Author(s): Edmund de Waal
"264 wood and ivory carvings, none of them larger than a matchbox- potter Edmund de Waal was entranced when he first encountered the collection in the Tokyo apartment of his great uncle Iggie. Later, when Edmund inherited the netsuke, they unlocked a story far larger than he could ever have imagined The Ephrussis came from Odessa, and at one time were the largest grain exporters in the world; in the 1870s, Charles Ephrussi was part of a wealthy new generation settling in Paris. Charles s passion was collecting; the netsuke, bought when Japanese objects were all the rage in the salons, were sent as a wedding present to his banker cousin in Vienna. Later, three children including a young Ignace would play with the netsuke as history reverberated around them. The Anschluss and Second World War swept the Ephrussis to the brink of oblivion. Almost all that remained of their vast empire was the netsuke collection, dramatically saved by a loyal maid when their huge Viennese palace was occupied. In this stunningly original memoir, Edmund de Waal travels the world to stand in the great buildings his forebears once inhabited. He traces the network of a remarkable family against the
The history of a family through 264 objects - set against a turbulent century - from an acclaimed writer and potter
Galaxy National Book Awards: National Book Tokens New Writer of the Year 2010 and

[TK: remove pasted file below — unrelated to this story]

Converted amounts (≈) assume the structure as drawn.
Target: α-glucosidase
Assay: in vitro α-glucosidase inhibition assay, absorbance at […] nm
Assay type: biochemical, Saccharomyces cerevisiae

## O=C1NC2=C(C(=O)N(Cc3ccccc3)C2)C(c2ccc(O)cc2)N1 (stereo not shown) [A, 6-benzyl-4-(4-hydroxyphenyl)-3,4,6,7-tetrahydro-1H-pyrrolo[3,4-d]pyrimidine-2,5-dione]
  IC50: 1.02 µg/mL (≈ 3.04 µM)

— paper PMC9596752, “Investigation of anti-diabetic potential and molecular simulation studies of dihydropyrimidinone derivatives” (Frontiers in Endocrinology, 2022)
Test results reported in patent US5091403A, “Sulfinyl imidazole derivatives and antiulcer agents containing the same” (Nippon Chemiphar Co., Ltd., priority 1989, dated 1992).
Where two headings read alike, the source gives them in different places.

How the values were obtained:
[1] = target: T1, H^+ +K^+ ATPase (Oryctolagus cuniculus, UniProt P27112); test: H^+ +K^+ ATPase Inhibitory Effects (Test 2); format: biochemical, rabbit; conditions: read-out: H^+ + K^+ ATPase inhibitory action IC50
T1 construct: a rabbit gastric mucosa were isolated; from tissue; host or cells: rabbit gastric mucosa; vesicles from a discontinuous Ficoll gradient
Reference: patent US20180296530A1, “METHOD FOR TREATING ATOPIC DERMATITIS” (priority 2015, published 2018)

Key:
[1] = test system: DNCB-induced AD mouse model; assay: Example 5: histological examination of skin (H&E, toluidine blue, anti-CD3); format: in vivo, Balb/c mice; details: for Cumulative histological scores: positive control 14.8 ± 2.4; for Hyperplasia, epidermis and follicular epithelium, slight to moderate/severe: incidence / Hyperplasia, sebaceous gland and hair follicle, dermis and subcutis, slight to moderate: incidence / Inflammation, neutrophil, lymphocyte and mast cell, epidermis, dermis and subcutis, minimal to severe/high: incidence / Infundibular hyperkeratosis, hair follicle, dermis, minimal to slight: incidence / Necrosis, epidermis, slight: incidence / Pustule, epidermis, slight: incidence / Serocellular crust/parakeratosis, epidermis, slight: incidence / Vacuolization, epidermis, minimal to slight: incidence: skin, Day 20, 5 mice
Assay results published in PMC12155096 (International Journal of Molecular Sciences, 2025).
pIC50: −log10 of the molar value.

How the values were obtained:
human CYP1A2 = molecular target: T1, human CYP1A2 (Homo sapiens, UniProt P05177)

Costa Biography Book Award 2010 and
Ondaatje Prize 2011
"[A] wonderful book" -- Dame Felicity Lott Waitrose Weekend "From a hard and vast archival mass...Mr de Waal has fashioned, stroke by minuscule stroke, a book as fresh with detail as if it had been written from life, and as full of beauty and whimsy as a netsuke from the hands of a master carver." The Economist "This remarkable book... a meditation on touch, exile, space and the responsibility of inheritance... like the netsuke themselves, this book is impossible to put down. you have in your hands a masterpiece." -- Frances Wilson The Sunday Times "Few writers have ever brought more perception, wonder and dignity to a family story as has Edmund de Waal in a narrative that beguiles from the opening sentence" -- Eileen Battersby Irish Times "Part treasure hunt, part family saga, Edmund de Waal's richly original memoir spans nearly two centuries and covers half the world" Evening Standard
Edmund de Waal's porcelain is shown in many museum collections round the world and he has recently made installations for the V&A and Tate Britain. He was apprenticed as a potter, studied in Japan and read English at Cambridge. He is Professor of Ceramics at the University of Westminster and lives in London with his family.